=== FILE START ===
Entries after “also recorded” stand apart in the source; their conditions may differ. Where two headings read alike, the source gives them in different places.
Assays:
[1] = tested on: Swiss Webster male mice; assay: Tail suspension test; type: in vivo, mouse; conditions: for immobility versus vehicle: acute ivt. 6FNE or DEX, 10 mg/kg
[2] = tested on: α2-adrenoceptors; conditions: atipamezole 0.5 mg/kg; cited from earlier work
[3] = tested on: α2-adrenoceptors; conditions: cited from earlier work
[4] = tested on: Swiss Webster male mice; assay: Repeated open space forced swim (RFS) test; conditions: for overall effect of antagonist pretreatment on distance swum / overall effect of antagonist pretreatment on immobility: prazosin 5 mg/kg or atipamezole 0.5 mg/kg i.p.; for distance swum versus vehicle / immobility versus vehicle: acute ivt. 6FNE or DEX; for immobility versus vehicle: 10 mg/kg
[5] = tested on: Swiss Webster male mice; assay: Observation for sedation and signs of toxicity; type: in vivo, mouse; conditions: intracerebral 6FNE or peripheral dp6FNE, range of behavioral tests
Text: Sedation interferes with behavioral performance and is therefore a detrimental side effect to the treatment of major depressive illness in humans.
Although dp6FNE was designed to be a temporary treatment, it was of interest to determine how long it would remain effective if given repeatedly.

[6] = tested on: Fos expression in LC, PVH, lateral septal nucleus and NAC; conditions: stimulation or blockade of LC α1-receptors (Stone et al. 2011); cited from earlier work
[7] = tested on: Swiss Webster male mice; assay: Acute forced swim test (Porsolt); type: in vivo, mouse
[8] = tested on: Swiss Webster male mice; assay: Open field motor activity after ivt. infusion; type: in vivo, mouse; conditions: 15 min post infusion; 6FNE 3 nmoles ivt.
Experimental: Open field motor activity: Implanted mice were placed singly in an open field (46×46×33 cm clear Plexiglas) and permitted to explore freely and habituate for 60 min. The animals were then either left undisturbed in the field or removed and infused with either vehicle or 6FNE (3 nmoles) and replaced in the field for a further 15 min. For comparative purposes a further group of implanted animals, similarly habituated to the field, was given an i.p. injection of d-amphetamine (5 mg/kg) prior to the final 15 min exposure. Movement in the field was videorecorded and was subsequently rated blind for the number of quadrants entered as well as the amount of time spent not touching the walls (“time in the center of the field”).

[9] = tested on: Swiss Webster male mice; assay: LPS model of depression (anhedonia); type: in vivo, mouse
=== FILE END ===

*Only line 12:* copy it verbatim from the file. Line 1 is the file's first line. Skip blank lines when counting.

[8] = tested on: Swiss Webster male mice; assay: Open field motor activity after ivt. infusion; type: in vivo, mouse; conditions: 15 min post infusion; 6FNE 3 nmoles ivt.